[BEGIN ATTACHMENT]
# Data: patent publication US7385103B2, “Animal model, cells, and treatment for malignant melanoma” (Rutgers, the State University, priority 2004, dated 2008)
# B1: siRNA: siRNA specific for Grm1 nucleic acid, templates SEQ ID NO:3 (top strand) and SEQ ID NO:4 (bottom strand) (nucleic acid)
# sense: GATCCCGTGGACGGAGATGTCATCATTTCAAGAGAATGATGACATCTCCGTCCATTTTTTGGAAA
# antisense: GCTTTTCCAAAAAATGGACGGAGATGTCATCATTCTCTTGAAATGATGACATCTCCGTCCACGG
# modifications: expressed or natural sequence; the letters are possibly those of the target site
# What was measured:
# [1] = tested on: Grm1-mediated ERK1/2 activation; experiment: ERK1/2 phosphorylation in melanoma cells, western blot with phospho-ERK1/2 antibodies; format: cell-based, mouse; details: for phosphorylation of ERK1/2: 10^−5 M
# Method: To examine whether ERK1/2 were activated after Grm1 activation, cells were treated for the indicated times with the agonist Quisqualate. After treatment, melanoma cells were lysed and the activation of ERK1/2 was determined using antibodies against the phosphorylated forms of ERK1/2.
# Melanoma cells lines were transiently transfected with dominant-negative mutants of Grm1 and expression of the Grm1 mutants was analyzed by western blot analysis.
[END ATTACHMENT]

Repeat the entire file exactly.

# Data: patent publication US7385103B2, “Animal model, cells, and treatment for malignant melanoma” (Rutgers, the State University, priority 2004, dated 2008)
# B1: siRNA: siRNA specific for Grm1 nucleic acid, templates SEQ ID NO:3 (top strand) and SEQ ID NO:4 (bottom strand) (nucleic acid)
# sense: GATCCCGTGGACGGAGATGTCATCATTTCAAGAGAATGATGACATCTCCGTCCATTTTTTGGAAA
# antisense: GCTTTTCCAAAAAATGGACGGAGATGTCATCATTCTCTTGAAATGATGACATCTCCGTCCACGG
# modifications: expressed or natural sequence; the letters are possibly those of the target site
# What was measured:
# [1] = tested on: Grm1-mediated ERK1/2 activation; experiment: ERK1/2 phosphorylation in melanoma cells, western blot with phospho-ERK1/2 antibodies; format: cell-based, mouse; details: for phosphorylation of ERK1/2: 10^−5 M
# Method: To examine whether ERK1/2 were activated after Grm1 activation, cells were treated for the indicated times with the agonist Quisqualate. After treatment, melanoma cells were lysed and the activation of ERK1/2 was determined using antibodies against the phosphorylated forms of ERK1/2.
# Melanoma cells lines were transiently transfected with dominant-negative mutants of Grm1 and expression of the Grm1 mutants was analyzed by western blot analysis.